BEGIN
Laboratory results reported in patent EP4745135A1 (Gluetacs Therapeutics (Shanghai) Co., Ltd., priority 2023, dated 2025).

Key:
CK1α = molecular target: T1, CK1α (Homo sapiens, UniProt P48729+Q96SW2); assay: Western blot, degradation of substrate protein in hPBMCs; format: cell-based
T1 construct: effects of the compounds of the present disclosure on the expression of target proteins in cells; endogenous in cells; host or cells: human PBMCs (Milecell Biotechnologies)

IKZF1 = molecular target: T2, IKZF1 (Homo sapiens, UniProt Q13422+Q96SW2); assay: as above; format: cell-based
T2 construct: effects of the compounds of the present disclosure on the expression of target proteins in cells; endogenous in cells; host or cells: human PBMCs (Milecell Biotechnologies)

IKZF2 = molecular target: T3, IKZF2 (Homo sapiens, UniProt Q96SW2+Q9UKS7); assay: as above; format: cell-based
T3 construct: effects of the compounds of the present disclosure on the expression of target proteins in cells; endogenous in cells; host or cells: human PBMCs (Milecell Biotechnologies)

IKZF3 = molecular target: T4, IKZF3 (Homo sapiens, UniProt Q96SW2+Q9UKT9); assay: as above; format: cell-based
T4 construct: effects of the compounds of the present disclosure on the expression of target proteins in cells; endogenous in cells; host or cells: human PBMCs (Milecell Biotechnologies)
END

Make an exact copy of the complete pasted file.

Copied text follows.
Laboratory results reported in patent EP4745135A1 (Gluetacs Therapeutics (Shanghai) Co., Ltd., priority 2023, dated 2025).

Key:
CK1α = molecular target: T1, CK1α (Homo sapiens, UniProt P48729+Q96SW2); assay: Western blot, degradation of substrate protein in hPBMCs; format: cell-based
T1 construct: effects of the compounds of the present disclosure on the expression of target proteins in cells; endogenous in cells; host or cells: human PBMCs (Milecell Biotechnologies)

IKZF1 = molecular target: T2, IKZF1 (Homo sapiens, UniProt Q13422+Q96SW2); assay: as above; format: cell-based
T2 construct: effects of the compounds of the present disclosure on the expression of target proteins in cells; endogenous in cells; host or cells: human PBMCs (Milecell Biotechnologies)

IKZF2 = molecular target: T3, IKZF2 (Homo sapiens, UniProt Q96SW2+Q9UKS7); assay: as above; format: cell-based
T3 construct: effects of the compounds of the present disclosure on the expression of target proteins in cells; endogenous in cells; host or cells: human PBMCs (Milecell Biotechnologies)

IKZF3 = molecular target: T4, IKZF3 (Homo sapiens, UniProt Q96SW2+Q9UKT9); assay: as above; format: cell-based
T4 construct: effects of the compounds of the present disclosure on the expression of target proteins in cells; endogenous in cells; host or cells: human PBMCs (Milecell Biotechnologies)